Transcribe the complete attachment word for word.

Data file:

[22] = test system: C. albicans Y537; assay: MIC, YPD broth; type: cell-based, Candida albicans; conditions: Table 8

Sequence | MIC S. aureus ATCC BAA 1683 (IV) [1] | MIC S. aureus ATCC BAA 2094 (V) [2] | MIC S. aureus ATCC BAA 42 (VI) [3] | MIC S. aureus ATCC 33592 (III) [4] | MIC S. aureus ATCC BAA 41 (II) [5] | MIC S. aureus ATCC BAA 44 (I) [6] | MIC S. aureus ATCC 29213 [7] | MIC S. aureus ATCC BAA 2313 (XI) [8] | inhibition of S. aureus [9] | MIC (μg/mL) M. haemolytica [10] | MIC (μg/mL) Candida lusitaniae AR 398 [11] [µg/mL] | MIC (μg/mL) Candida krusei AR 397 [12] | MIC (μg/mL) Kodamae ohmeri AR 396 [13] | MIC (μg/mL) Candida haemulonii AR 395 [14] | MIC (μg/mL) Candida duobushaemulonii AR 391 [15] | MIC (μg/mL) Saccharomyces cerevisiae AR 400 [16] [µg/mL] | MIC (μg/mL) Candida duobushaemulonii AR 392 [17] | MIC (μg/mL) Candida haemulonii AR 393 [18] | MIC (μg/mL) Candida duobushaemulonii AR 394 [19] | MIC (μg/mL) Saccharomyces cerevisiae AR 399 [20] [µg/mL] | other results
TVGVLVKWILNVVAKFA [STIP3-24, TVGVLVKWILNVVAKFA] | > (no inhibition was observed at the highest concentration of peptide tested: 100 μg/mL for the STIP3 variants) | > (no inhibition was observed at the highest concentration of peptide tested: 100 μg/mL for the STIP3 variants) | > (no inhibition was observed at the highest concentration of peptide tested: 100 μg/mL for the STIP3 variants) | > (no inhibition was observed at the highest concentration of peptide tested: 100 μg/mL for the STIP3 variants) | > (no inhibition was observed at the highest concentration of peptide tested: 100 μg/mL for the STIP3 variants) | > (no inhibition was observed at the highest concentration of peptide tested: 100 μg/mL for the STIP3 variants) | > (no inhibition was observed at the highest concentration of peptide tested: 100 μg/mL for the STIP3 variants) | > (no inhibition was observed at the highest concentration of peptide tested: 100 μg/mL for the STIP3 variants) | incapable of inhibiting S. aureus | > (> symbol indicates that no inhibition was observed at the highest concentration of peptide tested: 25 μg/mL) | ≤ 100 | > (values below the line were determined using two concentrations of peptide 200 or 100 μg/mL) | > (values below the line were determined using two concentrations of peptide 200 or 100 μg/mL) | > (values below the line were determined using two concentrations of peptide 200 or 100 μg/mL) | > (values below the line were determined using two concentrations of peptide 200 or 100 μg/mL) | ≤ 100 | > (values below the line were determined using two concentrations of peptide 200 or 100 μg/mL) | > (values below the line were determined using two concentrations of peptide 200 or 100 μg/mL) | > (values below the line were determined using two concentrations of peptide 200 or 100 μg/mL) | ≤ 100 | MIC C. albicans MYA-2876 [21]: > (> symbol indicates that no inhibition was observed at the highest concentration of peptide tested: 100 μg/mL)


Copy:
[22] = test system: C. albicans Y537; assay: MIC, YPD broth; type: cell-based, Candida albicans; conditions: Table 8

Sequence | MIC S. aureus ATCC BAA 1683 (IV) [1] | MIC S. aureus ATCC BAA 2094 (V) [2] | MIC S. aureus ATCC BAA 42 (VI) [3] | MIC S. aureus ATCC 33592 (III) [4] | MIC S. aureus ATCC BAA 41 (II) [5] | MIC S. aureus ATCC BAA 44 (I) [6] | MIC S. aureus ATCC 29213 [7] | MIC S. aureus ATCC BAA 2313 (XI) [8] | inhibition of S. aureus [9] | MIC (μg/mL) M. haemolytica [10] | MIC (μg/mL) Candida lusitaniae AR 398 [11] [µg/mL] | MIC (μg/mL) Candida krusei AR 397 [12] | MIC (μg/mL) Kodamae ohmeri AR 396 [13] | MIC (μg/mL) Candida haemulonii AR 395 [14] | MIC (μg/mL) Candida duobushaemulonii AR 391 [15] | MIC (μg/mL) Saccharomyces cerevisiae AR 400 [16] [µg/mL] | MIC (μg/mL) Candida duobushaemulonii AR 392 [17] | MIC (μg/mL) Candida haemulonii AR 393 [18] | MIC (μg/mL) Candida duobushaemulonii AR 394 [19] | MIC (μg/mL) Saccharomyces cerevisiae AR 399 [20] [µg/mL] | other results
TVGVLVKWILNVVAKFA [STIP3-24, TVGVLVKWILNVVAKFA] | > (no inhibition was observed at the highest concentration of peptide tested: 100 μg/mL for the STIP3 variants) | > (no inhibition was observed at the highest concentration of peptide tested: 100 μg/mL for the STIP3 variants) | > (no inhibition was observed at the highest concentration of peptide tested: 100 μg/mL for the STIP3 variants) | > (no inhibition was observed at the highest concentration of peptide tested: 100 μg/mL for the STIP3 variants) | > (no inhibition was observed at the highest concentration of peptide tested: 100 μg/mL for the STIP3 variants) | > (no inhibition was observed at the highest concentration of peptide tested: 100 μg/mL for the STIP3 variants) | > (no inhibition was observed at the highest concentration of peptide tested: 100 μg/mL for the STIP3 variants) | > (no inhibition was observed at the highest concentration of peptide tested: 100 μg/mL for the STIP3 variants) | incapable of inhibiting S. aureus | > (> symbol indicates that no inhibition was observed at the highest concentration of peptide tested: 25 μg/mL) | ≤ 100 | > (values below the line were determined using two concentrations of peptide 200 or 100 μg/mL) | > (values below the line were determined using two concentrations of peptide 200 or 100 μg/mL) | > (values below the line were determined using two concentrations of peptide 200 or 100 μg/mL) | > (values below the line were determined using two concentrations of peptide 200 or 100 μg/mL) | ≤ 100 | > (values below the line were determined using two concentrations of peptide 200 or 100 μg/mL) | > (values below the line were determined using two concentrations of peptide 200 or 100 μg/mL) | > (values below the line were determined using two concentrations of peptide 200 or 100 μg/mL) | ≤ 100 | MIC C. albicans MYA-2876 [21]: > (> symbol indicates that no inhibition was observed at the highest concentration of peptide tested: 100 μg/mL)